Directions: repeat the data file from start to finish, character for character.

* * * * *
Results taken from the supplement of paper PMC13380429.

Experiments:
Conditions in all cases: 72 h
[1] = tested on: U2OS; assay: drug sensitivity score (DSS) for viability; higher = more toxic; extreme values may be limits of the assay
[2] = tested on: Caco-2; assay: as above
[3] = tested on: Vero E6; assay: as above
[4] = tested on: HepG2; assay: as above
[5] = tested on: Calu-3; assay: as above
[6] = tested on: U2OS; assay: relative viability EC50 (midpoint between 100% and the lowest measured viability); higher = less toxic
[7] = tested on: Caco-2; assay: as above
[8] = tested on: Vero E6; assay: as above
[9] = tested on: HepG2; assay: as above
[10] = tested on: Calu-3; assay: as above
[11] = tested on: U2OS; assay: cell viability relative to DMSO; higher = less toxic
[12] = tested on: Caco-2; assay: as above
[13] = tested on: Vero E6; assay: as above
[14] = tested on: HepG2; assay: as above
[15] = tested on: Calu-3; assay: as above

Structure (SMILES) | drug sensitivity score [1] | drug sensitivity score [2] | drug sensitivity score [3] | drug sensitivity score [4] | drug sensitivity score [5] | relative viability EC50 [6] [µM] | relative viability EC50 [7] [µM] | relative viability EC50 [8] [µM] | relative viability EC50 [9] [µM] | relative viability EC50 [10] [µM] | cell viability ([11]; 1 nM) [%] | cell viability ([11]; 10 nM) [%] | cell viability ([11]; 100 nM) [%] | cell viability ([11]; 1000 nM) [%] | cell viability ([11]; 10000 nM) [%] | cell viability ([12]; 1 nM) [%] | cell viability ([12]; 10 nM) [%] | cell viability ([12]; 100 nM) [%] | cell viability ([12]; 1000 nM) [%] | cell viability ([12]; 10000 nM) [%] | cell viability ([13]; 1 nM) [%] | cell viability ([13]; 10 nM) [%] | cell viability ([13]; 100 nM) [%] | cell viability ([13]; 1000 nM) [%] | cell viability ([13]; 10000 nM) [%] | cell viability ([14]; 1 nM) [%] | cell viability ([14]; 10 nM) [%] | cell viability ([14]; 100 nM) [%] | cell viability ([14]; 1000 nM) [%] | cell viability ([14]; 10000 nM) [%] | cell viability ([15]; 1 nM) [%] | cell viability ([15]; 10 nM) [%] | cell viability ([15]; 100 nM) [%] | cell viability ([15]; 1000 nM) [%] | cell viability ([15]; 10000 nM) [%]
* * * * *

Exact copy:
Results taken from the supplement of paper PMC13380429.

Experiments:
Conditions in all cases: 72 h
[1] = tested on: U2OS; assay: drug sensitivity score (DSS) for viability; higher = more toxic; extreme values may be limits of the assay
[2] = tested on: Caco-2; assay: as above
[3] = tested on: Vero E6; assay: as above
[4] = tested on: HepG2; assay: as above
[5] = tested on: Calu-3; assay: as above
[6] = tested on: U2OS; assay: relative viability EC50 (midpoint between 100% and the lowest measured viability); higher = less toxic
[7] = tested on: Caco-2; assay: as above
[8] = tested on: Vero E6; assay: as above
[9] = tested on: HepG2; assay: as above
[10] = tested on: Calu-3; assay: as above
[11] = tested on: U2OS; assay: cell viability relative to DMSO; higher = less toxic
[12] = tested on: Caco-2; assay: as above
[13] = tested on: Vero E6; assay: as above
[14] = tested on: HepG2; assay: as above
[15] = tested on: Calu-3; assay: as above

Structure (SMILES) | drug sensitivity score [1] | drug sensitivity score [2] | drug sensitivity score [3] | drug sensitivity score [4] | drug sensitivity score [5] | relative viability EC50 [6] [µM] | relative viability EC50 [7] [µM] | relative viability EC50 [8] [µM] | relative viability EC50 [9] [µM] | relative viability EC50 [10] [µM] | cell viability ([11]; 1 nM) [%] | cell viability ([11]; 10 nM) [%] | cell viability ([11]; 100 nM) [%] | cell viability ([11]; 1000 nM) [%] | cell viability ([11]; 10000 nM) [%] | cell viability ([12]; 1 nM) [%] | cell viability ([12]; 10 nM) [%] | cell viability ([12]; 100 nM) [%] | cell viability ([12]; 1000 nM) [%] | cell viability ([12]; 10000 nM) [%] | cell viability ([13]; 1 nM) [%] | cell viability ([13]; 10 nM) [%] | cell viability ([13]; 100 nM) [%] | cell viability ([13]; 1000 nM) [%] | cell viability ([13]; 10000 nM) [%] | cell viability ([14]; 1 nM) [%] | cell viability ([14]; 10 nM) [%] | cell viability ([14]; 100 nM) [%] | cell viability ([14]; 1000 nM) [%] | cell viability ([14]; 10000 nM) [%] | cell viability ([15]; 1 nM) [%] | cell viability ([15]; 10 nM) [%] | cell viability ([15]; 100 nM) [%] | cell viability ([15]; 1000 nM) [%] | cell viability ([15]; 10000 nM) [%]